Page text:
What to Write in Your Broadcast Emails

Have you ever been so excited about your latest project that you just wanted to scream about it from the rooftops? Well, consider broadcast emails your business’s megaphone.

Broadcasts are perfect for delivering your company’s news, whether you’re announcing a new product, promoting a limited-time sale, or keeping readers in-the-know with your latest email newsletter.

That’s the big difference between broadcast and follow up emails. A follow up email series contains evergreen content that you send to people at any time of the year, but broadcasts are for time-sensitive information that you want to get out the door today.

The content possibilities for broadcast emails are nearly endless, but we’ve narrowed down three types of emails along with some useful tips for writing each.


Many businesses send weekly, bi-weekly or monthly newsletters to their subscribers to update them on company-wide news and events. These are among the most commonly used broadcasts, probably because they’re so versatile. Sometimes it’s tough to come up with new content for your subscribers on a regular basis, so here are a few ideas for your upcoming email newsletters.

Company culture

Is your business active in the local community? Give your readers a glimpse into your company’s latest community outreach to help humanize your brand.

Customer of the month

Have a rockstar customer? Show them off in a short case study that explains how they use your service or product to help solve their biggest challenges.

Team member of the month

This is an opportunity to show your team’s passion for what you do. Why did you start your business? What makes your team special? Putting a face (or faces) to your brand can help create a deeper connection with your customers.

Industry news

You’re already tuned into your industry, so why not give your readers a personalized news feed full of useful, relevant articles?

New ways to use your product or service

Is there a way your customers can stretch their budget by using your services? Can your product help simplify their lives? Is there a way of using your product that your customers may not know about? Give your readers useful tips to keep them coming back for more.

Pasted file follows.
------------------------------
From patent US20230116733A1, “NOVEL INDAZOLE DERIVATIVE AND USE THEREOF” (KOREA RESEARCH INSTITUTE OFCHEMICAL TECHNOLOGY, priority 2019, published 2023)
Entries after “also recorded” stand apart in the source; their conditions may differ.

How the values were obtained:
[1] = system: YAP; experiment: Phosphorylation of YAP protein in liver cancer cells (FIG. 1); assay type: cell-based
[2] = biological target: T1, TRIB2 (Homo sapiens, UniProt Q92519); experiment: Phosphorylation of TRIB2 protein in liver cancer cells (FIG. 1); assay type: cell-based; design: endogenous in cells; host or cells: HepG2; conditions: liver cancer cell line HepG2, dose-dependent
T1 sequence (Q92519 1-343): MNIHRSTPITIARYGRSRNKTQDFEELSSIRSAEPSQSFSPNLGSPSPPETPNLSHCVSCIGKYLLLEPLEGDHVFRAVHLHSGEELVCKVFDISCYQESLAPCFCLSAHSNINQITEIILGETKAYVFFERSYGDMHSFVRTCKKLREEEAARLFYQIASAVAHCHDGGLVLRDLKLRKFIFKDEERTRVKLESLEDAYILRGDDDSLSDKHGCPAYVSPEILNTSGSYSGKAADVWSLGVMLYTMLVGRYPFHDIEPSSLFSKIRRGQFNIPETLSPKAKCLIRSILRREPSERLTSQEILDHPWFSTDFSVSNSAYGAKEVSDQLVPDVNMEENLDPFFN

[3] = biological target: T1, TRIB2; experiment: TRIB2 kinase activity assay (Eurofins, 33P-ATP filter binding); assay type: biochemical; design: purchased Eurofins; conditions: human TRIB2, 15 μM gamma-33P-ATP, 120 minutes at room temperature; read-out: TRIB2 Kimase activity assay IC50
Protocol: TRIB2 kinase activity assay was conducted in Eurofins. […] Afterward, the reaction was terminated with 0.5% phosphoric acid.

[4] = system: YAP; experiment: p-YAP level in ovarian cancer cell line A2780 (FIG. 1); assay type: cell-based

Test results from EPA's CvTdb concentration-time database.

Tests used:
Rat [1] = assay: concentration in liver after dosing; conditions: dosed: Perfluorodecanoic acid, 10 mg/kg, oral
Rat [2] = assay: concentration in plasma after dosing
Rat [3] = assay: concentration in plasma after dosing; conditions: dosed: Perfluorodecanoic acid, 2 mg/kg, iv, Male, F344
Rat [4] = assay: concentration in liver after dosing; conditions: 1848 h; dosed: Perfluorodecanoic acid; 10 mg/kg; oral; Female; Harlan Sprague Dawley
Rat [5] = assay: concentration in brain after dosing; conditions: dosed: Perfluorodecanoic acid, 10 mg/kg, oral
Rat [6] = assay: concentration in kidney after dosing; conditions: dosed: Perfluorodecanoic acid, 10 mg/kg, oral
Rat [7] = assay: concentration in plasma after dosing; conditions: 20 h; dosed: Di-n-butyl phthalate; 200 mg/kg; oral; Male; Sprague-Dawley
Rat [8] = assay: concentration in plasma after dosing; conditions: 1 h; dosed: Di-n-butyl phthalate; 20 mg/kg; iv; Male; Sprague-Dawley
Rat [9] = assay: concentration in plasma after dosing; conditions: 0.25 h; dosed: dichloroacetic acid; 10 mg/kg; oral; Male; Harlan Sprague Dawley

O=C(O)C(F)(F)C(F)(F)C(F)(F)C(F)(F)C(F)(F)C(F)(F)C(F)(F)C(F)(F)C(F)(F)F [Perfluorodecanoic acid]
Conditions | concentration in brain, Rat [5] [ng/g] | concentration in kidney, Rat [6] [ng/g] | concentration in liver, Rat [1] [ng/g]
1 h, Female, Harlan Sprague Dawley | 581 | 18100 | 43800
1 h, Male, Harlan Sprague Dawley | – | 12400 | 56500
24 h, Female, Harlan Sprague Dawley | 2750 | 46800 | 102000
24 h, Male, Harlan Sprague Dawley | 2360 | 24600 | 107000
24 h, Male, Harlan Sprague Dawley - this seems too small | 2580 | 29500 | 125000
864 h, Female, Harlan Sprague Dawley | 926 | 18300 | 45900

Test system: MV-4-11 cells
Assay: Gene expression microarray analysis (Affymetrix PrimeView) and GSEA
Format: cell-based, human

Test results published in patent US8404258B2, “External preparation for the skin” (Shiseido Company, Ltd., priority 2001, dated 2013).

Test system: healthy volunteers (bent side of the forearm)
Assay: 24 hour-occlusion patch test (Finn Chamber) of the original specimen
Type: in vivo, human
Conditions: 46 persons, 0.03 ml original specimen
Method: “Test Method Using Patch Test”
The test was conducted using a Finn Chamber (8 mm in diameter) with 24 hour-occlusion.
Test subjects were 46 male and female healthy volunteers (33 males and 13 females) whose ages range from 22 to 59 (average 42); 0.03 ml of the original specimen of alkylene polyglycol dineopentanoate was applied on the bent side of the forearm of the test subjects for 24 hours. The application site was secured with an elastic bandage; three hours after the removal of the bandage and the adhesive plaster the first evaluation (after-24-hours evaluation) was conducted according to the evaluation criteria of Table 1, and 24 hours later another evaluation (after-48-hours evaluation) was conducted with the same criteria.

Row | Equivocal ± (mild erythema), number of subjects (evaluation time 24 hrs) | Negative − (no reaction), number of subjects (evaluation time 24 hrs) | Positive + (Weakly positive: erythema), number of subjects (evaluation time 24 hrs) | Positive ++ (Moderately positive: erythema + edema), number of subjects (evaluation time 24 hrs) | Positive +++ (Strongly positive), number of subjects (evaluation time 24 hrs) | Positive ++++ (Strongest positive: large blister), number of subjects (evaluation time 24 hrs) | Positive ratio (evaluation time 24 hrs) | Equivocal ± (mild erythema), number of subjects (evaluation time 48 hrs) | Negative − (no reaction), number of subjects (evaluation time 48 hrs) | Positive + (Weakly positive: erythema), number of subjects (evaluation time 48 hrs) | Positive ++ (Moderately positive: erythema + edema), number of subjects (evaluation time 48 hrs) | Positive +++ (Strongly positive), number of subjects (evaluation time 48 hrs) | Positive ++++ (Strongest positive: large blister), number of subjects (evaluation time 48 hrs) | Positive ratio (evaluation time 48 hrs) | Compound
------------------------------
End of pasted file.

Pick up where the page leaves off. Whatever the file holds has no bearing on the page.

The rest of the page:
Upcoming events

Use your newsletter to promote and remind your subscribers about upcoming special events, whether it’s an in-store only sale, an open mic night or a special menu at your restaurant.

broadcast email

When it comes to the timing and frequency of your newsletter broadcasts, you should experiment with your own audience to find what works best for you. For example, if you’re a music venue with multiple events each week, it might make sense to send a weekly newsletter to your subscribers.

New Product Releases and Updates

Any time you launch something new or make updates to a product or service, it provides an opportunity for you to reach out to your subscribers. Create a release plan in the months leading up to your big announcement to get on your subscribers’ radar early. This will also help you put together the bigger picture of your release and identify other areas where you can promote it, like on social media and your blog.

Your email’s message should create buzz. You’re excited about your new offerings, so you want your readers to get excited, too. What’s so great about it? What problems does it solve? How can people make a purchase? When is it available? If it’s an update, what kinds of improvements can people expect to see? You message should clearly communicate the value of your new products or services.

If your product is visual (think clothing, crafts, etc.), you can simply show it off in your email, like in the example below.

broadcast email

As always, make your call to action prominent so your readers can easily find more information or purchase your latest offering.

Limited-Time Sales and Promotions

Create a sense of urgency in your emails, and you could see a surge in open and click-through rates. Sales and promotions with an expiration date are perfect for this because they prompt your subscribers to open your email now. If you’re looking to get results fast, limited-time sales are the way to go.

Here’s your content checklist for promotional emails:

  • A clear timeframe and/or expiration date in your subject and email message
  • Exactly what they’ll get if they act now
  • A call to action that helps them place an order

When it comes to promotions, timing is the name of the game. The message itself doesn’t have to be long – your subscribers should be able to scan your email and find what they need quickly. Nutrisystem does a good job of this in the example below.

broadcast email

Broadcast emails are a great opportunity to connect with your customers by showing off your business’s latest offerings. Put some of these tips to work in your next broadcast and see what your audience responds to best.

Want more tips on how to write compelling emails that influence readers to take action? Sign up for our free, 6-day course, “What to Write in Your Emails” course. And as a free bonus, you’ll get 45+ copy template!

what to write



  1. okan

    4/5/2015 12:04 am

    When it comes to the timing and frequency of your newsletter broadcasts, you should experiment with your own audience to find what works best for you.

  2. Bryce Baker

    4/15/2015 1:46 am

    Even talking about or linking to content that is loosely associated with the targets interests can be helpful.

  3. Pablo

    4/15/2015 11:19 am

    Some nice ideas I had never thought of Kristen. Hopefully I’ll be able to incorporate some in my next few newsletters. Especially like the Customer of the Month idea.